The Mother’s Malison, or, Clyde’s Water

No: 216; variant: 216A

  1. ‘YE gie corn unto my horse, An meat unto my man, For I will gae to my true-love’s gates This night, gin that I can.’
  2. ‘O stay at hame this ae night, Willie, This ae bare night wi me; The best bed in a’ my house Sall be well made to thee.’
  3. ‘I carena for your beds, mither, I carena ae pin, For I’ll gae to my love’s gates This night, gin I can win.’
  4. ‘O stay, my son Willie, this night, This ae night wi me; The best hen in a’ my roost Sall be well made ready for thee.’
  5. ‘I carena for your hens, mither, I carena ae pin; I sall gae to my love’s gates This night, gin I can win.’
  6. ‘Gin ye winna stay, my son Willie, This ae bare night wi me, Gin Clyde’s water be deep and fu o flood, My malisen drown ye!’
  7. He rode up yon high hill, An down yon dowie glen; The roaring of Clyde’s water Wad hae fleyt ten thousand men.
  8. ‘O spare me, Clyde’s water, O spare me as I gae! Mak me your wrack as I come back, But spare me as I gae!’
  9. He rade in, and farther in, Till he came to the chin; And he rade in, and farther in, Till he came to dry lan.
  10. An whan he came to his love’s gates, He tirled at the pin: ‘Open your gates, Meggie, Open your gates to me, For my beets are fu o Clyde’s water, And the rain rains oure my chin.’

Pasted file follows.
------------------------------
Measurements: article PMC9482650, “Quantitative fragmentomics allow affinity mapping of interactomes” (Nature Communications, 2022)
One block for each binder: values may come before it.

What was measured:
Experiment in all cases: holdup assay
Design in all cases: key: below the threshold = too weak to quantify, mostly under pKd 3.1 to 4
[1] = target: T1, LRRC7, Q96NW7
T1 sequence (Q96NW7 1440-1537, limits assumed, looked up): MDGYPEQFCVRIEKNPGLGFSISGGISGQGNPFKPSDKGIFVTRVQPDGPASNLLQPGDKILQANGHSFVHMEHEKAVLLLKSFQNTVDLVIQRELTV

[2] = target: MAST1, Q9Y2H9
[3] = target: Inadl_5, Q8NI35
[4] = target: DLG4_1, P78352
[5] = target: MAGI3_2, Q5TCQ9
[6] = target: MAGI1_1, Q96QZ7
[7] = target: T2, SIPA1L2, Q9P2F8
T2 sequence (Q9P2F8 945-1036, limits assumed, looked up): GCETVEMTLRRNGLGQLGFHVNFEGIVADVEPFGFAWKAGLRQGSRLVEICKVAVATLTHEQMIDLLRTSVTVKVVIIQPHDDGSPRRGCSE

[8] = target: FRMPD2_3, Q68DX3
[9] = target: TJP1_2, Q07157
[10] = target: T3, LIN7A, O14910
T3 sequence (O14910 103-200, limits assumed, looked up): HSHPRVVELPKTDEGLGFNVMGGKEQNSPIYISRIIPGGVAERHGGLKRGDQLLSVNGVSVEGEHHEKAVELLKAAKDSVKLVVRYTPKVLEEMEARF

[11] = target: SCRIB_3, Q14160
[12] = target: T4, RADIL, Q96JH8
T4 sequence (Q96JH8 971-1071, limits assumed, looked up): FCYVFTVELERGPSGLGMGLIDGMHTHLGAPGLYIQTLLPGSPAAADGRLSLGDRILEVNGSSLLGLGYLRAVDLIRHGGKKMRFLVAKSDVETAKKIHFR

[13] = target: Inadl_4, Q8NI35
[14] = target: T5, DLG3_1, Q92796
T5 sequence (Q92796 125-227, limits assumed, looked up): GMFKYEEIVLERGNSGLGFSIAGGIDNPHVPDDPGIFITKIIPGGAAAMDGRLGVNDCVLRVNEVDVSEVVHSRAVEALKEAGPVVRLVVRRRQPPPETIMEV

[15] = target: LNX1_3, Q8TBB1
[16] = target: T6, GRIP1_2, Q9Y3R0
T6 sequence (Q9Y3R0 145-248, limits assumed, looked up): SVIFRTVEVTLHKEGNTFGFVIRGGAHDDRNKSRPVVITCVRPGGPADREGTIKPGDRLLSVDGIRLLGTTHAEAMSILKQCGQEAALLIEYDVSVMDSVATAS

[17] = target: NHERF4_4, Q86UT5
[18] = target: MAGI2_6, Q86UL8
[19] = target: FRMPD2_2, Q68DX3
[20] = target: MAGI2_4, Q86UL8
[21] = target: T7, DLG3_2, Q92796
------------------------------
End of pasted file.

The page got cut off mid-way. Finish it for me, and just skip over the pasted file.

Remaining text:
11. ‘I hae nae lovers therout,’ she says, ‘I hae nae love within; My true-love is in my arms twa, An nane will I lat in.’
  12. ‘Open your gates, Meggie, this ae night, Open your gates to me; For Clyde’s water is fu o flood, An my mither’s malison ‘ll drown me.’
  13. ‘Ane o my chamers is fu o corn,’ she says, ‘An ane is fu o hay; Anither is fu o Gentlemen, An they winna move till day.’
  14. Out waked her May Meggie, Out o her drousy dream: ‘I dreamed a dream sin the yestreen, God read a’ dreams to guid! That my true-love Willie Was staring at my bed-feet.’
  15. ‘Now lay ye still, my ae dochter, An keep my back fra the call, For it’s na the space of hafe an hour Sen he gad fra yer hall.’
  16. ‘An hey, Willie, an hoa, Willie, Winne ye turn agen?’ But ay the louder that she crayed He rod agenst the wind.
  17. He rod up yon high hill, An doun yon douey den; The roring that was in Clid[e]’s water Wad ha flayed ten thousand men.
  18. He road in, an farder in, Till he came to the chine; An he road in, an farder in, Bat neuer mare was seen.
  19. Ther was na mare seen of that guid lord Bat his hat frae his head; Ther was na mare seen of that lady Bat her comb an her sneed.
  20. Ther waders went up an doun Eadying Claid’s water Hav don us wrang